The dance field is getting more crowded around this time of year — call it a Holiday Rave. There’s the venerable Nutcracker at Pittsburgh Ballet Theatre, something that transcends it all. For musical theater lovers, though, there’s Elf. Film buffs might gravitate to Disney’s new The Nutcracker and the Four Realms. But for a contemporary twist, The Hip Hop Christmas is the only game in town.
Most productions have a local flair and with hip hop, the logical locale would have to be New York City. This production boasts plenty of talent, both onstage and in the creative development — director and choreographer Jennifer Weber, whose extensive work straddles concert venues (Jacob’s Pillow, The Kennedy Center). A Bessie-nominated artist (serious stuff), she recently created a new work for New York City Ballet principal dancer Tiler Peck and hip hop legend Lil Buck. Co-creator/writer Mike Fitelson is executive producer at the United Palace, Manhattan’s 4th largest theater in Washington Heights.
And who would have imagined breakdancing to Tchaikovsky (plus a DJ and electric violinist)? Picking up on the beat will be a dozen hip hop artists who tell this new version of the familiar tale, where Marie-Clara, the Nutcracker and Drosselmeyer unfold the story against Manhattan backdrops.
However the face of this particular Nut belongs to Kurtis Blow, pioneer of his hip hop realm. Blow’s claim to fame would have to be “Christmas Rap,” the “most relevant hip hop record of all time” because it has been played every year since 1979 and will be around “200 years from now.”
This Christmas Rapper appreciates that radio supported it, but he is more than a one-trick pony. Not only is he is rapper, but is also a singer, songwriter, record/film producer, b-boy, DJ, public speaker and minister.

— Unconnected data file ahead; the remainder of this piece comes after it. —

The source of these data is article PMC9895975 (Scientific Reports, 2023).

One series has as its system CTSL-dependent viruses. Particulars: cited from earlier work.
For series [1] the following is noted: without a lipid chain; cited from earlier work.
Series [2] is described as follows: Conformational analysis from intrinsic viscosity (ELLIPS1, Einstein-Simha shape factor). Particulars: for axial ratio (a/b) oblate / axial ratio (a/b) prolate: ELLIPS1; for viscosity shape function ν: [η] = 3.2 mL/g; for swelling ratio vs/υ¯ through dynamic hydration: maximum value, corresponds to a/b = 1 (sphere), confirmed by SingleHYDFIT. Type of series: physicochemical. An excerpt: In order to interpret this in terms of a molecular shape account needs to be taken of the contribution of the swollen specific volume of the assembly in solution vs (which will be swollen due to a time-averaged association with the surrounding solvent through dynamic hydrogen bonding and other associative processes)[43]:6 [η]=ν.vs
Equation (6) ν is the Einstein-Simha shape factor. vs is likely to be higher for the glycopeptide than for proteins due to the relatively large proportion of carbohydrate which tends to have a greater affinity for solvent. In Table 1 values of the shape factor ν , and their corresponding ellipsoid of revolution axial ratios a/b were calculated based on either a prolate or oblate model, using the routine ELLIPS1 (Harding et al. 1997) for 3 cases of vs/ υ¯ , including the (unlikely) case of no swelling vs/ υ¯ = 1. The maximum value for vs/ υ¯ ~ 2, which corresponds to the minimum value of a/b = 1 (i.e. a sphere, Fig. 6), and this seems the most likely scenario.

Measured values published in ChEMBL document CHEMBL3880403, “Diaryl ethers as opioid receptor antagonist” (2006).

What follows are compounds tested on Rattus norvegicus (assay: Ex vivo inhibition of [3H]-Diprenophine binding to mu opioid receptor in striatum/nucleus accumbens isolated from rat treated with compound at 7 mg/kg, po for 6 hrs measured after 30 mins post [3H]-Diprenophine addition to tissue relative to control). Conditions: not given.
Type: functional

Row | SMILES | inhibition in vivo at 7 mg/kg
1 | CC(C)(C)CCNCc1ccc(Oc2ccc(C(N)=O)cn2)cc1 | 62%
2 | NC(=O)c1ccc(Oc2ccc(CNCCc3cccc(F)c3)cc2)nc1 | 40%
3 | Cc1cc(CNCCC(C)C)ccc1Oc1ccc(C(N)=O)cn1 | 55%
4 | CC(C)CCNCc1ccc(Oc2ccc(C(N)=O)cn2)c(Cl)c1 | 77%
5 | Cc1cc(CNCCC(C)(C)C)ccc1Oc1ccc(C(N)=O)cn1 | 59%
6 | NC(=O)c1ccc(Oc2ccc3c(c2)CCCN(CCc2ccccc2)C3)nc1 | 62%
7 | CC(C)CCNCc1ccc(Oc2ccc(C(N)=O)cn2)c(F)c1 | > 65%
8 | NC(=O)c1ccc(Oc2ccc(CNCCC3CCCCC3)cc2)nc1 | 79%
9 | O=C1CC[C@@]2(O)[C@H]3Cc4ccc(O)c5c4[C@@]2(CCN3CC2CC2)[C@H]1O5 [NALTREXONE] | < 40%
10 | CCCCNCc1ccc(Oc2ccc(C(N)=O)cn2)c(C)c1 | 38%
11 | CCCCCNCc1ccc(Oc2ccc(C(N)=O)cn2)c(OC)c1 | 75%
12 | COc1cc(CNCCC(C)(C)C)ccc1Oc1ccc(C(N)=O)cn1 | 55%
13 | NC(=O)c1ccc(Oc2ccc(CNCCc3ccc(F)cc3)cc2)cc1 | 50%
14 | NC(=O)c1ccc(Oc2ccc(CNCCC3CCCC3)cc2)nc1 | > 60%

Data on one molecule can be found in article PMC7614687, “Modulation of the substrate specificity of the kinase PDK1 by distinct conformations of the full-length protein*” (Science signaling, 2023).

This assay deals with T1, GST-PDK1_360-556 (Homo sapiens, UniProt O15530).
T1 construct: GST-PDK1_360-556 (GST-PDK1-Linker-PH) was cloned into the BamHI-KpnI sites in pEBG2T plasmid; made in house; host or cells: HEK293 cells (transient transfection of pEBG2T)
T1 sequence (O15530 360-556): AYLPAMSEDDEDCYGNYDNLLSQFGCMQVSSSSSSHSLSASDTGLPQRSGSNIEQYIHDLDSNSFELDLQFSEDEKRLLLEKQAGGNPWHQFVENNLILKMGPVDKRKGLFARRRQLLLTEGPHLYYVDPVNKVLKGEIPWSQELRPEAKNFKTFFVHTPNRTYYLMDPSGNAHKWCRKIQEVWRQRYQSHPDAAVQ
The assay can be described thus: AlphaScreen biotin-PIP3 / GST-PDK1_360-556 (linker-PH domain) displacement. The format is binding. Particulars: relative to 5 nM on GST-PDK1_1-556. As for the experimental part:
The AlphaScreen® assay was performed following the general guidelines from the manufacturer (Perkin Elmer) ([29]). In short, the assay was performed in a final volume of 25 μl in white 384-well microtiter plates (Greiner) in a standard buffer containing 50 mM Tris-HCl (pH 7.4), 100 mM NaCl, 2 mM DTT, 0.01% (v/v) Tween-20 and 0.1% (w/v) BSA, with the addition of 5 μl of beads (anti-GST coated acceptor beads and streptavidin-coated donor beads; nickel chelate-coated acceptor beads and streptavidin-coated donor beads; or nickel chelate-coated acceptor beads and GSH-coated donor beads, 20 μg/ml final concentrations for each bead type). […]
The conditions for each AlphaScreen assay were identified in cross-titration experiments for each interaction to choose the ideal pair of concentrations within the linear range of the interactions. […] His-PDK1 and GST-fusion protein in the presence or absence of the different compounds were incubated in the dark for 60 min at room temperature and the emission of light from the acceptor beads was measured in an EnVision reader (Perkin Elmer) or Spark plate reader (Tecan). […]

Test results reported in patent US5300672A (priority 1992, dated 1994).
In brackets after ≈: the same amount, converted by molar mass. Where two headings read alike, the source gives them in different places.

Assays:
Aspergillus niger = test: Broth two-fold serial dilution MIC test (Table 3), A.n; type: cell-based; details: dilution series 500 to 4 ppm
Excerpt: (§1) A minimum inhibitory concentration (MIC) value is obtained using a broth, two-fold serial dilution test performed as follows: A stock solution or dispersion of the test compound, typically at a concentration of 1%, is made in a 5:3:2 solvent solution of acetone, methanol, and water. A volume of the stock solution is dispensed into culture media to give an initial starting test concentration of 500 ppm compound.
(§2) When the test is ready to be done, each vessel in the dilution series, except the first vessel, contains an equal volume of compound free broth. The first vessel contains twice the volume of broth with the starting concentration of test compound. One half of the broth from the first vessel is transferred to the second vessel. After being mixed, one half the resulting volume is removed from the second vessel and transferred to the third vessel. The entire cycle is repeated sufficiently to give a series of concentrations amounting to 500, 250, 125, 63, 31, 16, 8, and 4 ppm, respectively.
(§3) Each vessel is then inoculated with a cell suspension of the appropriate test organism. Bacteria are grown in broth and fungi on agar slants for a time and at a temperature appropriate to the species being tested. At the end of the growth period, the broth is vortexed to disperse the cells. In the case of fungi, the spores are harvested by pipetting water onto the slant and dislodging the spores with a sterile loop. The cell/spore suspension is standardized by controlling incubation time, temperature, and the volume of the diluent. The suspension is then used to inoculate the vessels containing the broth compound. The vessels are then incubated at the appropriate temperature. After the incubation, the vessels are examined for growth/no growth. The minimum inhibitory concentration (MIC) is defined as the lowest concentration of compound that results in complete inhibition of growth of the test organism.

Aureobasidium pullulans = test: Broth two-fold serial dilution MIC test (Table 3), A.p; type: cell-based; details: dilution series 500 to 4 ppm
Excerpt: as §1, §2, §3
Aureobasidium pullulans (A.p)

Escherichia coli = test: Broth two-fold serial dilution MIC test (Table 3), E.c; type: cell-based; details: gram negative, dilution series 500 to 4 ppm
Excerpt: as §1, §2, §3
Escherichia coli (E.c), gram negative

According to Blow, The Hip Hop Nutcracker “fits into all of the above.” As the emcee of the touring production, he explores all kinds of opportunities and motivational speaking. “I take them into the ’80’s, a time when good lovemeant having a good time.”
Audience members will hear the iconic Christmas Rap and a medley as well. And yes, the breakdancers perform to Tchaikovsky’s original score. For the the finale, there’s “an incredible holiday season mash-up,” where the crowd is “goin’ crazy as we spread the love.”
He marvels at the Incredible evolution of b-boys and b-girls, where they fuse hip hop with modern dance and ballet and insert complicate new combinations, like a headstand, 1990 and back stand in succession.
Fans will find slight variations like Maria-Clara and Myron the Nutcracker. But Blow’s favorite part is Drosselmeyer’s time travel to a 1988 nightclub, where there is an official pas de deux, Dance of the Flowers and a Russian Dance.
All of it delivered with “more acting and more of the story” than previous versions, asserts Blow. “They bring 150 percent every night.”